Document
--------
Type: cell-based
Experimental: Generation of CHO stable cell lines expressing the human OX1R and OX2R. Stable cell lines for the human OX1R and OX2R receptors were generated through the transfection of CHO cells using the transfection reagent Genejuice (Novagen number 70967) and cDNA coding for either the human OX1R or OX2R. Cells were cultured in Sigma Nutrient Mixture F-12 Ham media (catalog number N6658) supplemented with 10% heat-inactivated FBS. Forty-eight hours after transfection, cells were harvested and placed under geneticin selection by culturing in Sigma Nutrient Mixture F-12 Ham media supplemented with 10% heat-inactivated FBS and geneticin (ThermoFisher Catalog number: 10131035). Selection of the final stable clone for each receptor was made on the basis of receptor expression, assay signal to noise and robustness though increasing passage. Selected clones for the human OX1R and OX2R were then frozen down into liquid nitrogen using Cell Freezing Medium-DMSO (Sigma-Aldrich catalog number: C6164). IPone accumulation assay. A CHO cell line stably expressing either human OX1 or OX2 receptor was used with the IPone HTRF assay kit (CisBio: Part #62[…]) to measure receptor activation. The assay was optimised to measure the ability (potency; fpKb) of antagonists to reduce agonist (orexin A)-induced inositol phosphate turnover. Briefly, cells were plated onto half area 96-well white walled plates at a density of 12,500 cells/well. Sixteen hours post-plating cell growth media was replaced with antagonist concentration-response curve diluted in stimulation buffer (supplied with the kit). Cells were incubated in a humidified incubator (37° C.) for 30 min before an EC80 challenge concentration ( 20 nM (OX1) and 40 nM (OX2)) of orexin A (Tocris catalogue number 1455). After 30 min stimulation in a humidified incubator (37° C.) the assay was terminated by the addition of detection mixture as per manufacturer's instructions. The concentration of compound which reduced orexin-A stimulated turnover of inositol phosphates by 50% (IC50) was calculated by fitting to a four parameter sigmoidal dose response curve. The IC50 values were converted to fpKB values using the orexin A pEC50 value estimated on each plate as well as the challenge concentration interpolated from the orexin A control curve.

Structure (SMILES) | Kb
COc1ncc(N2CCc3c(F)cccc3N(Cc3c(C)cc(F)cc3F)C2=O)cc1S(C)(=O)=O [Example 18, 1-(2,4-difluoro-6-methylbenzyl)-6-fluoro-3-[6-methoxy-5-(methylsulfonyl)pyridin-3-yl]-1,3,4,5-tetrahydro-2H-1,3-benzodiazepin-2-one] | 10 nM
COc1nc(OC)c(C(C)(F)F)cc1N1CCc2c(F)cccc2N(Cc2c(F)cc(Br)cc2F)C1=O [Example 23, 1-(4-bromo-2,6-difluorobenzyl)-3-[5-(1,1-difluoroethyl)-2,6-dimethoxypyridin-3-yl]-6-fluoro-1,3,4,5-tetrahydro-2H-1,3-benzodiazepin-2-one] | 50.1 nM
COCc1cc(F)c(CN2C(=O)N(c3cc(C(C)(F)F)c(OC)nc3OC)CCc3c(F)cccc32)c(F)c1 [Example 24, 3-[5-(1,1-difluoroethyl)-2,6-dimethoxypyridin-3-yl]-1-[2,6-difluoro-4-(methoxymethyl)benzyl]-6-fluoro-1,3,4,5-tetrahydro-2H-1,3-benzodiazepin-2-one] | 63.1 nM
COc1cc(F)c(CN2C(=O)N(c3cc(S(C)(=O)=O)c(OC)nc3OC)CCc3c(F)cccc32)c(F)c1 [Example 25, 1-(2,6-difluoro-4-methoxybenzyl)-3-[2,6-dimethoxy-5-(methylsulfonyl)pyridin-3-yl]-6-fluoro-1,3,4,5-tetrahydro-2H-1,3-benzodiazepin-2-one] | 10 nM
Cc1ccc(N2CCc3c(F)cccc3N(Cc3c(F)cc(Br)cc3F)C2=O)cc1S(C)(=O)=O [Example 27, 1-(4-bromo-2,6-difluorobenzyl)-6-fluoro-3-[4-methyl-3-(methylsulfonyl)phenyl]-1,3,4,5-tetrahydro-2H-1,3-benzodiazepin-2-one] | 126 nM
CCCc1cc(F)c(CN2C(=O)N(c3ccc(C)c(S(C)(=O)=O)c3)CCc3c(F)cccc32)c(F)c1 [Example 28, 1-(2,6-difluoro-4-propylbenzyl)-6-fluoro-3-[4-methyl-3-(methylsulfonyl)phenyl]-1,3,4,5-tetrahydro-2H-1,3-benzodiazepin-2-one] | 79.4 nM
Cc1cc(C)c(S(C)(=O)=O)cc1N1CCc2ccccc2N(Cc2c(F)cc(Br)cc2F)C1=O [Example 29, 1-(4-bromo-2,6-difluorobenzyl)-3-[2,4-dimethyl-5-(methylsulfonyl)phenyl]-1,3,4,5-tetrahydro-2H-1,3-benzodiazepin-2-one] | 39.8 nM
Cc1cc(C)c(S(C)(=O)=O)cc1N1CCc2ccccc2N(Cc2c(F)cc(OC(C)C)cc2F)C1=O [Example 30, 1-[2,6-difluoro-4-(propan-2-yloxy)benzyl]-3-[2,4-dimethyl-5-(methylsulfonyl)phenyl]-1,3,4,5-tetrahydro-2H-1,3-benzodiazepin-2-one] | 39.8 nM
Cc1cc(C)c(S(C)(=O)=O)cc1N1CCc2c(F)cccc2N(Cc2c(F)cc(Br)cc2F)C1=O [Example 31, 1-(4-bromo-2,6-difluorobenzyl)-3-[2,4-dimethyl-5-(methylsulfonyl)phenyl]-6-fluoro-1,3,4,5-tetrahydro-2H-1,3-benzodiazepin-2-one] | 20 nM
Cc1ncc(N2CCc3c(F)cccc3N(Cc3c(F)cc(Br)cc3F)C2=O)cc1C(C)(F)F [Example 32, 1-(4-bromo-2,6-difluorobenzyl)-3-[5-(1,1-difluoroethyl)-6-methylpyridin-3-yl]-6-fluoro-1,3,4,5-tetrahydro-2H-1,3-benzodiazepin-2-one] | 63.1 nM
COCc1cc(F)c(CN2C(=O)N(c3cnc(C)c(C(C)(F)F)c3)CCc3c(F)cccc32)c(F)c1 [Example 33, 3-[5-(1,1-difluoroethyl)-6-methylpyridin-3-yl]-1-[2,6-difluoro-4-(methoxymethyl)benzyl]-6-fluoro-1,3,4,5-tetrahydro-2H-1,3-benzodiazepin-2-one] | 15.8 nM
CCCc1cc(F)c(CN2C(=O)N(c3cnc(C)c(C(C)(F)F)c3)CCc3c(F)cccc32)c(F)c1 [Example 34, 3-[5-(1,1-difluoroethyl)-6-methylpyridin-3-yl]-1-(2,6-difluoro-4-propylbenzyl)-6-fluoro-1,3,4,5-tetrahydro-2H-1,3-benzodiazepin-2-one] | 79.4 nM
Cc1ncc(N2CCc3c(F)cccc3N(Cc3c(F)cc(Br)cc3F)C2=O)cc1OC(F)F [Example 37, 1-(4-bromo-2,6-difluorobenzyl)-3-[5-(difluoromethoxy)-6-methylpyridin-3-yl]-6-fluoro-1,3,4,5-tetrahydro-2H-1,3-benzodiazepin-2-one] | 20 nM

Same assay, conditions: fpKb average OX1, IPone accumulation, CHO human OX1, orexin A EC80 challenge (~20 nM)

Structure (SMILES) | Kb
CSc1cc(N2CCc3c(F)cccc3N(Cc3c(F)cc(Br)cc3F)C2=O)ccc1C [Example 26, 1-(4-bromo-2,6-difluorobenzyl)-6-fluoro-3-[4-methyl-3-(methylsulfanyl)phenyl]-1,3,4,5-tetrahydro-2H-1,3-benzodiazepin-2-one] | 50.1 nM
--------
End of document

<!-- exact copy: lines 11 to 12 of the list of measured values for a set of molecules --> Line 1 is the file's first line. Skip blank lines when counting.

Cc1cc(C)c(S(C)(=O)=O)cc1N1CCc2ccccc2N(Cc2c(F)cc(OC(C)C)cc2F)C1=O [Example 30, 1-[2,6-difluoro-4-(propan-2-yloxy)benzyl]-3-[2,4-dimethyl-5-(methylsulfonyl)phenyl]-1,3,4,5-tetrahydro-2H-1,3-benzodiazepin-2-one] | 39.8 nM
Cc1cc(C)c(S(C)(=O)=O)cc1N1CCc2c(F)cccc2N(Cc2c(F)cc(Br)cc2F)C1=O [Example 31, 1-(4-bromo-2,6-difluorobenzyl)-3-[2,4-dimethyl-5-(methylsulfonyl)phenyl]-6-fluoro-1,3,4,5-tetrahydro-2H-1,3-benzodiazepin-2-one] | 20 nM